Alcohol, aging, amorous walks of shame

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By Patrick Holmes

Three. Two. One. That’s all it took to hope for change in the next year for Jess. The countdown for the new year was the end of her long-standing relationship with ex-boyfriend, Ben. Her life now began to hit rock bottom on the hour where everyone believed their lives could only go up from there.

“The Morning After Memoirs,” by Kate Michaels is a novel constructed through alcoholism, hook ups and women in their late 20’s trying to be younger again. It just the right dose of entertainment needed to release a laugh after maybe every 25 pages.

Courtesy of Kate Michael’s Twitter

The read consists of a failed relationship, an almost 30-year-old woman pining after every guy who gives her the slightest attention, and a hysterically sexual and teenage oriented lifestyle.

“I was determined to get my life back on track,” said Jess, twenty pages into book. Almost every ten pages was her, either alone or with friends, trying to put some alcohol into her system. While people cope in many different ways, she chose her poison, alcohol.

Throughout the book, Jess works through life issues almost as if she is having a midlife crisis, despite her relatively young age. A reality for Jess is that she is boy crazy, shown through her obsessive crushes over her co-worker turned-boss Mark, “Hot Waiter Number Two,” Paul, friend of a friend Stuart, and a plethora of other acquaintances.

Jess behaves as if she is back in her teenage years, although she is legally allowed to consume as much alcohol as she wants, wherever she wants. Despite the many sexual encounters, stupid mistakes and bad decisions, the main character’s progression through the book allows her to grow.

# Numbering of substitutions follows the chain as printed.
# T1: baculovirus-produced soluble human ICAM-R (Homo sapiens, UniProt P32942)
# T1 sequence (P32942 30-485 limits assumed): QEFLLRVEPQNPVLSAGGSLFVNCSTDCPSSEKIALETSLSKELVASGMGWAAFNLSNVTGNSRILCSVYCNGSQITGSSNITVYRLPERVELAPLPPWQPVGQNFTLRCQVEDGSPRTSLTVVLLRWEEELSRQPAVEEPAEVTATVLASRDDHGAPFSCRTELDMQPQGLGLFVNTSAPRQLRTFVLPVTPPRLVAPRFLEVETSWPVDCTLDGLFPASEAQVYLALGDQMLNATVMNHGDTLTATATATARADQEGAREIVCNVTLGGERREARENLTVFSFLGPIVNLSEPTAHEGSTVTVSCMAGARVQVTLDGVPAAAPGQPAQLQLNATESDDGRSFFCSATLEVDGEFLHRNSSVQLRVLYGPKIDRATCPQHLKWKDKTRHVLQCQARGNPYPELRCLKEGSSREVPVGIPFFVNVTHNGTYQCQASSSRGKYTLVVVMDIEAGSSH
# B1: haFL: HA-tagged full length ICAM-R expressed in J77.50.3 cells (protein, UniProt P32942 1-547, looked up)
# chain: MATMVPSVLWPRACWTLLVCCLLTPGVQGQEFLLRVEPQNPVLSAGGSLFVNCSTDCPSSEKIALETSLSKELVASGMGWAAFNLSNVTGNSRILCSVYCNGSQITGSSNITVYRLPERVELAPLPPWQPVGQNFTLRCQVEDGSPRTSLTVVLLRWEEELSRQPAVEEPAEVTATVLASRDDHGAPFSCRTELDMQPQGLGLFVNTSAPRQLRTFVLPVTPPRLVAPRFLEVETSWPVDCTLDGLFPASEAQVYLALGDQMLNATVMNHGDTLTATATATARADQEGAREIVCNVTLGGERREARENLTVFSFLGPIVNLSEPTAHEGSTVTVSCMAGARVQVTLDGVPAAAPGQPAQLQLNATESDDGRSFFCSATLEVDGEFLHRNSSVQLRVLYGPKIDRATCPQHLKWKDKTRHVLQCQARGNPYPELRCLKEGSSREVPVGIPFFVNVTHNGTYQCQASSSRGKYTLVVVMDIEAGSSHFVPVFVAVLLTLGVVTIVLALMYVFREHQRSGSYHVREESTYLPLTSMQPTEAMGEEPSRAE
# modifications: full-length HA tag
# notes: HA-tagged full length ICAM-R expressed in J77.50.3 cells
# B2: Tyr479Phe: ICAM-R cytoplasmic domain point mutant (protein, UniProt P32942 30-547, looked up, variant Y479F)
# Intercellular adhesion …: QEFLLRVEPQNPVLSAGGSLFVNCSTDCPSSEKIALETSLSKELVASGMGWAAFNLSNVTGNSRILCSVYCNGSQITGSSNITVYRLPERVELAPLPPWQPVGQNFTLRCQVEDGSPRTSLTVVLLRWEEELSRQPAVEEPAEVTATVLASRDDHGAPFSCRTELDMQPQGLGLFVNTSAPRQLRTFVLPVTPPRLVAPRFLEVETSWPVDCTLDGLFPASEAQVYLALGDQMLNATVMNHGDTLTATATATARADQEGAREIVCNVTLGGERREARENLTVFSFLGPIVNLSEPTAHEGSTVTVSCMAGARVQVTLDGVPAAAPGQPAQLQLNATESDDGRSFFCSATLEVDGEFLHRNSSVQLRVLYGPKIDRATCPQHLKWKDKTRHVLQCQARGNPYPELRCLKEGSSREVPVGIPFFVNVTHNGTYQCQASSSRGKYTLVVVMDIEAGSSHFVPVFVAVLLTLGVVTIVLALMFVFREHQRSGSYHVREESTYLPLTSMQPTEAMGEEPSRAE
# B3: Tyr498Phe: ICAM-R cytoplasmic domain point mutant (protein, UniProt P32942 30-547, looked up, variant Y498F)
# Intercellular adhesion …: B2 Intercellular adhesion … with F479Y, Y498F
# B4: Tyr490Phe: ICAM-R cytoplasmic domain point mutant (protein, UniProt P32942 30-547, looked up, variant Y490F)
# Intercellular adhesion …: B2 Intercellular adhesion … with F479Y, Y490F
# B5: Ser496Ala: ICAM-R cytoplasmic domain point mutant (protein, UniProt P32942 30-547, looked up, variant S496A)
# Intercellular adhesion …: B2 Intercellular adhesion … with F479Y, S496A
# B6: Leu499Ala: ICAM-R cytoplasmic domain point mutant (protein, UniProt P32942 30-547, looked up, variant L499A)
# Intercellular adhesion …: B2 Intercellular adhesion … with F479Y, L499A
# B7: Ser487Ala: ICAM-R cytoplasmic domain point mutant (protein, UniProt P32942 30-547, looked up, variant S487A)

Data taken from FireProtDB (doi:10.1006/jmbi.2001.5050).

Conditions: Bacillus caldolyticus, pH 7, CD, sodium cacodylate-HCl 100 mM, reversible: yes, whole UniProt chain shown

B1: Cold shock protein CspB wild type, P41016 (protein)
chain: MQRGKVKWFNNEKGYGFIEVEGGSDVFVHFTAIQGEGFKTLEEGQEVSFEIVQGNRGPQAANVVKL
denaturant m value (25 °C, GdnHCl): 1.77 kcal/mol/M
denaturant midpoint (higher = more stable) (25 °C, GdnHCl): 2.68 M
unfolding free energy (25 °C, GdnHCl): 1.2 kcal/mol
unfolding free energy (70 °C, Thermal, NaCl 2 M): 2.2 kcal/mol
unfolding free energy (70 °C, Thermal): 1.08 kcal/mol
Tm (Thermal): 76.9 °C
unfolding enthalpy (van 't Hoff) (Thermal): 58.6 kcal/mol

While she is trying to get her life back together, many people can empathize and care that Jess is at least trying, no matter how many mistakes she makes. With the realization that she needs to make changes in her life, she does, little by little.

She is a whiny, conceited, almost thirty years old in the

beginning, who cheats on her longtime boyfriend on New Year’s Eve. With each chapter and life event, it seems that she gets closer and closer to rock bottom, as each decision she makes leads her to being even more single, semi-jobless and living back with her parents.

Family values are not Jess’s specialty, as she insists that her brother is annoying, her sister is awkward, and her dad is the epitome of the word, “weird.” Her mother is the only one who is closest to her, and yet she still categorizes her into the family she never wanted.

“I felt like I wanted to get my phone out and take a selfie of this momentous occasion where I actually had my shit together,” said Jess. Despite all the alcohol she has consumed, she is aware of the changes being made and the progress being taken. She has gone from a lonely, frazzled mess to slightly okay and semi-successful Jessica.

“The Morning After Memoirs” is an example of a present day woman and her daily escapades, however stereotypical and alcohol based the plot may seem. Through countless sexual partners and love interests, Jess finds herself face to face with a decision. She turns 30, survives Christmas with her family, and has an unexpected New Years Eve. You’ll be quite surprised with the ending, and most likely be a bit jealous.

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